Congresswoman Pressley Visits Kennedy Center Summer Eats Program

On Friday August 16, Project Bread and Boston Summer Eats partners from the Mayor’s Office of Food Access and the Greater Boston YMCA welcomed Congresswoman Ayanna Pressley as she visited meal locations in her district, engaging with her constituents and raising awareness for federal and local food resources.

Together with Project Bread, Pressley visited with kids and families, talking and getting to know the children, reading stories and emphasizing the importance of healthy food at the John F. Kennedy family center in Charlestown.

“Sustaining our children with nutritious food year-round is a matter of justice, cognitive development, wellness, and trauma prevention. Without Project Bread and Summer Eats, children in our district who depend on free and reduced price school meals wouldn’t have access to nutritious food during the summer,” said Pressley.  “I am immensely grateful to Project Bread and Summer Eats for not only preventing food insecurity but for keeping our kids healthy – helping students return to school strong and ready to learn,” Pressley said.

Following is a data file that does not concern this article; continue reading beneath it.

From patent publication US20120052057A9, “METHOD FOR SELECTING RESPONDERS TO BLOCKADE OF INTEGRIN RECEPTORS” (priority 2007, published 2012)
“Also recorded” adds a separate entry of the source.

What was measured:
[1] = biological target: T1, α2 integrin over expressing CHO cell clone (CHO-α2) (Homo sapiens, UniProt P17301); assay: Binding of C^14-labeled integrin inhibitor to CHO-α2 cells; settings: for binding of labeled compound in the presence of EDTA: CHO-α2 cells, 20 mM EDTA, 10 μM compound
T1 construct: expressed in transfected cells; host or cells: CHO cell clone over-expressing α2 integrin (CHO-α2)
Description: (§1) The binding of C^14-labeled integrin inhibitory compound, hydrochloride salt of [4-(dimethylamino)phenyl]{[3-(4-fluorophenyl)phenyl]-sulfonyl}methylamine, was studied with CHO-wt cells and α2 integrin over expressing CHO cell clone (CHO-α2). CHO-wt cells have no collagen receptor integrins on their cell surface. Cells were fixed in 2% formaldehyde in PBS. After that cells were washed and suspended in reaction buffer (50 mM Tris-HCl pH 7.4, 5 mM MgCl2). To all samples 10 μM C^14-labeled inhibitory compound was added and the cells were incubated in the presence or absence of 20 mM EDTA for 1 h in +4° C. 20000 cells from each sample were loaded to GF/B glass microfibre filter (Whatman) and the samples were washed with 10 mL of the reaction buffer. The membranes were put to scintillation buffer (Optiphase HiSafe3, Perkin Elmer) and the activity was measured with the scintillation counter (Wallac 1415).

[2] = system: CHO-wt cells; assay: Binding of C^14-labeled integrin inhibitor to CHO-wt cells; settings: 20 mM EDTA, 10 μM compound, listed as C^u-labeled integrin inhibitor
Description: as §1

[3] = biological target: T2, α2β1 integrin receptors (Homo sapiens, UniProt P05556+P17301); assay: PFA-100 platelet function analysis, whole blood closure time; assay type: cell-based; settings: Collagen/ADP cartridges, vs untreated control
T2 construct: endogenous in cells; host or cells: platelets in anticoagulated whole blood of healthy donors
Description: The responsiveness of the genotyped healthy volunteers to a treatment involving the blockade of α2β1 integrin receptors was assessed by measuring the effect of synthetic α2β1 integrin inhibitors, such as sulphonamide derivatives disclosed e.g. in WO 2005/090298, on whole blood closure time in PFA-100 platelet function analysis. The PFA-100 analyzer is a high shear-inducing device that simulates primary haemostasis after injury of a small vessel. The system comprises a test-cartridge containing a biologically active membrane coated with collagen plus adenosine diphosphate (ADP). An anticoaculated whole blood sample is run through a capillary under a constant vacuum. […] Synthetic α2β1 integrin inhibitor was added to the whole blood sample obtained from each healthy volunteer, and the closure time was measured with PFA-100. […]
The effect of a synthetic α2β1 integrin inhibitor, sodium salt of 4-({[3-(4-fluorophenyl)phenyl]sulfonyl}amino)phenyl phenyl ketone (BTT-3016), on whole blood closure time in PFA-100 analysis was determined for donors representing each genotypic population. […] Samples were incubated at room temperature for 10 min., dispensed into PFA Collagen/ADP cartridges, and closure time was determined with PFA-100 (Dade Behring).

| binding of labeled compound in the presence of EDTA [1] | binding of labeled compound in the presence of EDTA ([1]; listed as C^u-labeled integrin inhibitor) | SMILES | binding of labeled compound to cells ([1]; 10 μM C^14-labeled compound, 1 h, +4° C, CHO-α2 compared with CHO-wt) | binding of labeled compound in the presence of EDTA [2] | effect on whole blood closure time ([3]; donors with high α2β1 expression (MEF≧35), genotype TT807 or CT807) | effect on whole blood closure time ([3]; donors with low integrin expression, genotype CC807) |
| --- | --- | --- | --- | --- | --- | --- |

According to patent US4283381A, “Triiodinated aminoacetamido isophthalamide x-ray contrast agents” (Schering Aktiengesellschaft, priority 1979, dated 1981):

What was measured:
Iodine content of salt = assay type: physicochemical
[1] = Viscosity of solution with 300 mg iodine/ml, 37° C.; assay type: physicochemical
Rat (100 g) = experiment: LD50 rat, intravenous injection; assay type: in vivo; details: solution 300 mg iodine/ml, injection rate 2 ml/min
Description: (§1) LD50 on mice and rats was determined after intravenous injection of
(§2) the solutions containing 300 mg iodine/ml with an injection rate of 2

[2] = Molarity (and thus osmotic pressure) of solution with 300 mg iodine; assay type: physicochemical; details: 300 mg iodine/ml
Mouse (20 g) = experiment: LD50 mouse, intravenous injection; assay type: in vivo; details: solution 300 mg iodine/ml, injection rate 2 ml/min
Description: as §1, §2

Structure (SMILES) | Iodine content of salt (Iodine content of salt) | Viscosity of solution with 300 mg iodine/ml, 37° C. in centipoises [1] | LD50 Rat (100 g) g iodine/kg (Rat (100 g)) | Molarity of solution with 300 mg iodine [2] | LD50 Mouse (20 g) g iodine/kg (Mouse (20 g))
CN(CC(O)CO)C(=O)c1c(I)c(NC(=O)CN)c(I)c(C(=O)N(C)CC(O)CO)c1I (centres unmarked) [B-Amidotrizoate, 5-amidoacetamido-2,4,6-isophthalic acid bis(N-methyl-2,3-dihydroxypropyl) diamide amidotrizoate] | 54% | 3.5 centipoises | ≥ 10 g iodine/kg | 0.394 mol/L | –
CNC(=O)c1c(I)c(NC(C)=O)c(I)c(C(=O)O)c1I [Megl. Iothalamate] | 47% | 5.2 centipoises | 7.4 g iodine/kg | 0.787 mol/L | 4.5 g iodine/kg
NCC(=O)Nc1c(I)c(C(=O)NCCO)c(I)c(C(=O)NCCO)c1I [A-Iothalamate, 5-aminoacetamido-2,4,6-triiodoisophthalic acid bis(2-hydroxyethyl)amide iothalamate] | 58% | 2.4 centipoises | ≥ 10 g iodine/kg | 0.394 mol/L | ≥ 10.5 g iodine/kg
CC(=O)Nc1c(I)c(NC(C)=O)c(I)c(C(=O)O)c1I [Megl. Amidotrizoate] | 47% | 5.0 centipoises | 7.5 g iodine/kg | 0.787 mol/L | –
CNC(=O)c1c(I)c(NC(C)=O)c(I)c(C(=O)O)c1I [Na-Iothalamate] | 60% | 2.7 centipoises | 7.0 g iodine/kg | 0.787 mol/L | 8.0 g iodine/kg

Throughout the summer, anyone 18 or under can receive a free meal at any Summer Eats location in Massachusetts. No registration or ID is required and meals are offered in conjunction with activities and educational programming. Summer Eats provides critical nutrition so children in all communities can continue growing and learning when school isn’t in session.

“As our youth in Boston and across Massachusetts begin to return to school, we recognize the importance of making sure all students are prepared. Preventing food-insecurity in the summer is a critical part of that preparation. Reliable access to healthy food in the summer means students are healthy now and reduces the likelihood of experiencing diet-related chronic illnesses such as diabetes and heart disease, in the future. We are grateful to Congresswoman Pressley for her commitment to the health of her district and for all residents of Massachusetts,” McAleer said.

Summer Eats feeds 57,000 kids a day but that is only 13 percent of youth who could benefit from the program and below the national average, of 15 percent. Some states achieve up to 30 percent. Throughout the summer, anyone 18 or under can receive a free meal at any Summer Eats location in Massachusetts. No registration or ID is required and meals are offered in conjunction with activities and educational programming. Summer Eats provides critical nutrition so children in all communities can continue growing and learning when school isn’t in session.

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